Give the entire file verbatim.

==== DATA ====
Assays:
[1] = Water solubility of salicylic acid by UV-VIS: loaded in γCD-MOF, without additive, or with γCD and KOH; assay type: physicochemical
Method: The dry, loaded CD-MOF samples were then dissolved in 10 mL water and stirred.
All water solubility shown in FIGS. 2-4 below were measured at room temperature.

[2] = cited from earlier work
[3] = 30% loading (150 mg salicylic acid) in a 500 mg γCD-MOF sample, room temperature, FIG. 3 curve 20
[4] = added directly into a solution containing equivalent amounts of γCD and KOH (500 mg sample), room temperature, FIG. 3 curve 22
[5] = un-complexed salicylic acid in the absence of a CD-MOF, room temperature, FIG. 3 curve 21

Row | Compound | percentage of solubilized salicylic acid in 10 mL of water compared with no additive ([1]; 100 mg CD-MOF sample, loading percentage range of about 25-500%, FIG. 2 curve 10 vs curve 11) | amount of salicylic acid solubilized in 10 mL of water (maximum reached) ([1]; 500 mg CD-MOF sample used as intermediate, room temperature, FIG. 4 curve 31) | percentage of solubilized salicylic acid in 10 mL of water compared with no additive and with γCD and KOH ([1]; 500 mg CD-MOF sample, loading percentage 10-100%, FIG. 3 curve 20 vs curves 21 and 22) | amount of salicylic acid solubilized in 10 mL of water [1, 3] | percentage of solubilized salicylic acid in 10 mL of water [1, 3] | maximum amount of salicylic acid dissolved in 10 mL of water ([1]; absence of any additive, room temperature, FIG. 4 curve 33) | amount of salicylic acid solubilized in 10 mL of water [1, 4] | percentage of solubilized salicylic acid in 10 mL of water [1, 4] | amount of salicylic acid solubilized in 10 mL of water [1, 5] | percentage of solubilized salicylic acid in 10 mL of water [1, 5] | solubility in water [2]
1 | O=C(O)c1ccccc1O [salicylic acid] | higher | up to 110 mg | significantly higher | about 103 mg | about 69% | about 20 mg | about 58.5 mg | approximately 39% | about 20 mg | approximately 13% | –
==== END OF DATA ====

Assays:
[1] = Water solubility of salicylic acid by UV-VIS: loaded in γCD-MOF, without additive, or with γCD and KOH; assay type: physicochemical
Method: The dry, loaded CD-MOF samples were then dissolved in 10 mL water and stirred.
All water solubility shown in FIGS. 2-4 below were measured at room temperature.

[2] = cited from earlier work
[3] = 30% loading (150 mg salicylic acid) in a 500 mg γCD-MOF sample, room temperature, FIG. 3 curve 20
[4] = added directly into a solution containing equivalent amounts of γCD and KOH (500 mg sample), room temperature, FIG. 3 curve 22
[5] = un-complexed salicylic acid in the absence of a CD-MOF, room temperature, FIG. 3 curve 21

Row | Compound | percentage of solubilized salicylic acid in 10 mL of water compared with no additive ([1]; 100 mg CD-MOF sample, loading percentage range of about 25-500%, FIG. 2 curve 10 vs curve 11) | amount of salicylic acid solubilized in 10 mL of water (maximum reached) ([1]; 500 mg CD-MOF sample used as intermediate, room temperature, FIG. 4 curve 31) | percentage of solubilized salicylic acid in 10 mL of water compared with no additive and with γCD and KOH ([1]; 500 mg CD-MOF sample, loading percentage 10-100%, FIG. 3 curve 20 vs curves 21 and 22) | amount of salicylic acid solubilized in 10 mL of water [1, 3] | percentage of solubilized salicylic acid in 10 mL of water [1, 3] | maximum amount of salicylic acid dissolved in 10 mL of water ([1]; absence of any additive, room temperature, FIG. 4 curve 33) | amount of salicylic acid solubilized in 10 mL of water [1, 4] | percentage of solubilized salicylic acid in 10 mL of water [1, 4] | amount of salicylic acid solubilized in 10 mL of water [1, 5] | percentage of solubilized salicylic acid in 10 mL of water [1, 5] | solubility in water [2]
1 | O=C(O)c1ccccc1O [salicylic acid] | higher | up to 110 mg | significantly higher | about 103 mg | about 69% | about 20 mg | about 58.5 mg | approximately 39% | about 20 mg | approximately 13% | –